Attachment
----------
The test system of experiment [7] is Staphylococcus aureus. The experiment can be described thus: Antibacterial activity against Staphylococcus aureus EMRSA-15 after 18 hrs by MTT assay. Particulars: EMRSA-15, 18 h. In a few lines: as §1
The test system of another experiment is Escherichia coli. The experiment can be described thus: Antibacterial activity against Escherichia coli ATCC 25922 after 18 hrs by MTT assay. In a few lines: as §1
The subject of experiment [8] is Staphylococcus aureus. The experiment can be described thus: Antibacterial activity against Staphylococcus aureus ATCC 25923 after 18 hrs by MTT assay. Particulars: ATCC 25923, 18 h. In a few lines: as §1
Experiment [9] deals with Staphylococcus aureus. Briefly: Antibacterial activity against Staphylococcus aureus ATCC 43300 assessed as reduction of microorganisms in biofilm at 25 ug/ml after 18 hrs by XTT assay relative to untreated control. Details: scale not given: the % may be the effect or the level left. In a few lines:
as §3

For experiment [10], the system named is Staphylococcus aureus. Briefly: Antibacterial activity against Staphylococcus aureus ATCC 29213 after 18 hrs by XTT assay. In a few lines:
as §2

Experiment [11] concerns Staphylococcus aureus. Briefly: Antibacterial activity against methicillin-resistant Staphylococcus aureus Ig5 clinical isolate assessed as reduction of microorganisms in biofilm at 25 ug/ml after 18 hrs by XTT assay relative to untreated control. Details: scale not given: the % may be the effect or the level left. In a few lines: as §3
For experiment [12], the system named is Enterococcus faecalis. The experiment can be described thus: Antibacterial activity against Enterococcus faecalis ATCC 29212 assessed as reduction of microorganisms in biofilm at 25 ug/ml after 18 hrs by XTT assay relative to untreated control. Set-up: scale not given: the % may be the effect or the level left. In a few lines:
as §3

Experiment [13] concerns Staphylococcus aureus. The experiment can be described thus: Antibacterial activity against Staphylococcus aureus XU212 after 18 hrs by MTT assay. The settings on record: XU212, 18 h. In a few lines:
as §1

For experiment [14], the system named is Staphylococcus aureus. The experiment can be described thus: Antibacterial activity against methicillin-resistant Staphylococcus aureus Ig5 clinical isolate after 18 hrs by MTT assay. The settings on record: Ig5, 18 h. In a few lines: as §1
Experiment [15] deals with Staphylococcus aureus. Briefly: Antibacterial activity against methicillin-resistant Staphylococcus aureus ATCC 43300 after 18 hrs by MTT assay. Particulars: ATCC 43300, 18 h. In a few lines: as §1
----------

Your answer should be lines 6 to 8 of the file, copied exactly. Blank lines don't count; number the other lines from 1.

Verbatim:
For experiment [10], the system named is Staphylococcus aureus. Briefly: Antibacterial activity against Staphylococcus aureus ATCC 29213 after 18 hrs by XTT assay. In a few lines:
as §2

Experiment [11] concerns Staphylococcus aureus. Briefly: Antibacterial activity against methicillin-resistant Staphylococcus aureus Ig5 clinical isolate assessed as reduction of microorganisms in biofilm at 25 ug/ml after 18 hrs by XTT assay relative to untreated control. Details: scale not given: the % may be the effect or the level left. In a few lines: as §3